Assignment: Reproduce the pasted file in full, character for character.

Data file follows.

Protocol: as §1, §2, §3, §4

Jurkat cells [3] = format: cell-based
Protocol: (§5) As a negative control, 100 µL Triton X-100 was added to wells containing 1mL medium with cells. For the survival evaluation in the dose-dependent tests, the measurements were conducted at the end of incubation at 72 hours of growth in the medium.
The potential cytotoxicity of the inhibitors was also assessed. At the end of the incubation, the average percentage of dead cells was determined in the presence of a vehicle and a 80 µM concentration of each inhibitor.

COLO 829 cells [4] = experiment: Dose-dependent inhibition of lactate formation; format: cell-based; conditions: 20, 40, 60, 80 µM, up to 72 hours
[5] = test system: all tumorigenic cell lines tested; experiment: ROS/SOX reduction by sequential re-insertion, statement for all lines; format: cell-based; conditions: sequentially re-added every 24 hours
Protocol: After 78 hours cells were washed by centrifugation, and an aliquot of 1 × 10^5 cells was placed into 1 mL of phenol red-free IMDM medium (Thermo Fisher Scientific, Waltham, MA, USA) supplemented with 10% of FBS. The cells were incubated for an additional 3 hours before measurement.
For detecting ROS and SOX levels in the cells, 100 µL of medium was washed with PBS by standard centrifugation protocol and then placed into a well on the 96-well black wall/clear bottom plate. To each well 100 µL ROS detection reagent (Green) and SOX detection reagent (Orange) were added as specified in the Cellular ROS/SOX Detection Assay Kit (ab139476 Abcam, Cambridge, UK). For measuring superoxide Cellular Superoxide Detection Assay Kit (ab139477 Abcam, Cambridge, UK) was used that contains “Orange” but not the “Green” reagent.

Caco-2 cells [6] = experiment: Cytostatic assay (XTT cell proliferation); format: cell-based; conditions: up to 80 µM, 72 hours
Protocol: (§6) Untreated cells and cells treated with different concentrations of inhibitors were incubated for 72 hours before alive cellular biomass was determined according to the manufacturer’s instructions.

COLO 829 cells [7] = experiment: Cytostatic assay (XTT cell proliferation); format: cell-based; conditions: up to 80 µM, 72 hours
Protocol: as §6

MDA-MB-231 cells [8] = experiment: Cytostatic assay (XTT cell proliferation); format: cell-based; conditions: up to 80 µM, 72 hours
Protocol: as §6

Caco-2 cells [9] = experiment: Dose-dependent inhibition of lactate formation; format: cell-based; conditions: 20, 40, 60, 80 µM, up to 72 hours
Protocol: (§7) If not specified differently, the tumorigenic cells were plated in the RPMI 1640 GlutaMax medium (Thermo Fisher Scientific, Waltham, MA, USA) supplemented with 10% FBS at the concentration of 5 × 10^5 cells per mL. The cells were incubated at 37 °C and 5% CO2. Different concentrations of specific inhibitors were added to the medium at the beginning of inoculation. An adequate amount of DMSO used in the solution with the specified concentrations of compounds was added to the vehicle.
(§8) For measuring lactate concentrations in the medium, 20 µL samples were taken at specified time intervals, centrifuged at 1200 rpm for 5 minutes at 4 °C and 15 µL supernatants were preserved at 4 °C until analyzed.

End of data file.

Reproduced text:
Protocol: as §1, §2, §3, §4

Jurkat cells [3] = format: cell-based
Protocol: (§5) As a negative control, 100 µL Triton X-100 was added to wells containing 1mL medium with cells. For the survival evaluation in the dose-dependent tests, the measurements were conducted at the end of incubation at 72 hours of growth in the medium.
The potential cytotoxicity of the inhibitors was also assessed. At the end of the incubation, the average percentage of dead cells was determined in the presence of a vehicle and a 80 µM concentration of each inhibitor.

COLO 829 cells [4] = experiment: Dose-dependent inhibition of lactate formation; format: cell-based; conditions: 20, 40, 60, 80 µM, up to 72 hours
[5] = test system: all tumorigenic cell lines tested; experiment: ROS/SOX reduction by sequential re-insertion, statement for all lines; format: cell-based; conditions: sequentially re-added every 24 hours
Protocol: After 78 hours cells were washed by centrifugation, and an aliquot of 1 × 10^5 cells was placed into 1 mL of phenol red-free IMDM medium (Thermo Fisher Scientific, Waltham, MA, USA) supplemented with 10% of FBS. The cells were incubated for an additional 3 hours before measurement.
For detecting ROS and SOX levels in the cells, 100 µL of medium was washed with PBS by standard centrifugation protocol and then placed into a well on the 96-well black wall/clear bottom plate. To each well 100 µL ROS detection reagent (Green) and SOX detection reagent (Orange) were added as specified in the Cellular ROS/SOX Detection Assay Kit (ab139476 Abcam, Cambridge, UK). For measuring superoxide Cellular Superoxide Detection Assay Kit (ab139477 Abcam, Cambridge, UK) was used that contains “Orange” but not the “Green” reagent.

Caco-2 cells [6] = experiment: Cytostatic assay (XTT cell proliferation); format: cell-based; conditions: up to 80 µM, 72 hours
Protocol: (§6) Untreated cells and cells treated with different concentrations of inhibitors were incubated for 72 hours before alive cellular biomass was determined according to the manufacturer’s instructions.

COLO 829 cells [7] = experiment: Cytostatic assay (XTT cell proliferation); format: cell-based; conditions: up to 80 µM, 72 hours
Protocol: as §6

MDA-MB-231 cells [8] = experiment: Cytostatic assay (XTT cell proliferation); format: cell-based; conditions: up to 80 µM, 72 hours
Protocol: as §6

Caco-2 cells [9] = experiment: Dose-dependent inhibition of lactate formation; format: cell-based; conditions: 20, 40, 60, 80 µM, up to 72 hours
Protocol: (§7) If not specified differently, the tumorigenic cells were plated in the RPMI 1640 GlutaMax medium (Thermo Fisher Scientific, Waltham, MA, USA) supplemented with 10% FBS at the concentration of 5 × 10^5 cells per mL. The cells were incubated at 37 °C and 5% CO2. Different concentrations of specific inhibitors were added to the medium at the beginning of inoculation. An adequate amount of DMSO used in the solution with the specified concentrations of compounds was added to the vehicle.
(§8) For measuring lactate concentrations in the medium, 20 µL samples were taken at specified time intervals, centrifuged at 1200 rpm for 5 minutes at 4 °C and 15 µL supernatants were preserved at 4 °C until analyzed.